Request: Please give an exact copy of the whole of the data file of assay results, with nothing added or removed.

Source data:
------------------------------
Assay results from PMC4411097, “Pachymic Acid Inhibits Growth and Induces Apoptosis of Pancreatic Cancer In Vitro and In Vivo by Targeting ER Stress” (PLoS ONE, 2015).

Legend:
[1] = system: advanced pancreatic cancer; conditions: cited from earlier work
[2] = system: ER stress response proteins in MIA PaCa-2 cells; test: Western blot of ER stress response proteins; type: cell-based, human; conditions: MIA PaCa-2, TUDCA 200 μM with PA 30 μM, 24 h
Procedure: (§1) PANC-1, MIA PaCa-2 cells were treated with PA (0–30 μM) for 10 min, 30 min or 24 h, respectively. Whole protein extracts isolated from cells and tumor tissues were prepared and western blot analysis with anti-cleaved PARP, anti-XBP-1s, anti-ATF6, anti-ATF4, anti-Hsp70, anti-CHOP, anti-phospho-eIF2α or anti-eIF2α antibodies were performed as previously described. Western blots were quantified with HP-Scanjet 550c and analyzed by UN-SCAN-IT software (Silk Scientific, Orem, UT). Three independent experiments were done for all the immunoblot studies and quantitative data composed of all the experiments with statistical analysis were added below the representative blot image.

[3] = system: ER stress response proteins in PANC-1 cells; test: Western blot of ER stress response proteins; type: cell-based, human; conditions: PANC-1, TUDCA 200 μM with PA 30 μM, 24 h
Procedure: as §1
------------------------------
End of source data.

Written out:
Assay results from PMC4411097, “Pachymic Acid Inhibits Growth and Induces Apoptosis of Pancreatic Cancer In Vitro and In Vivo by Targeting ER Stress” (PLoS ONE, 2015).

Legend:
[1] = system: advanced pancreatic cancer; conditions: cited from earlier work
[2] = system: ER stress response proteins in MIA PaCa-2 cells; test: Western blot of ER stress response proteins; type: cell-based, human; conditions: MIA PaCa-2, TUDCA 200 μM with PA 30 μM, 24 h
Procedure: (§1) PANC-1, MIA PaCa-2 cells were treated with PA (0–30 μM) for 10 min, 30 min or 24 h, respectively. Whole protein extracts isolated from cells and tumor tissues were prepared and western blot analysis with anti-cleaved PARP, anti-XBP-1s, anti-ATF6, anti-ATF4, anti-Hsp70, anti-CHOP, anti-phospho-eIF2α or anti-eIF2α antibodies were performed as previously described. Western blots were quantified with HP-Scanjet 550c and analyzed by UN-SCAN-IT software (Silk Scientific, Orem, UT). Three independent experiments were done for all the immunoblot studies and quantitative data composed of all the experiments with statistical analysis were added below the representative blot image.

[3] = system: ER stress response proteins in PANC-1 cells; test: Western blot of ER stress response proteins; type: cell-based, human; conditions: PANC-1, TUDCA 200 μM with PA 30 μM, 24 h
Procedure: as §1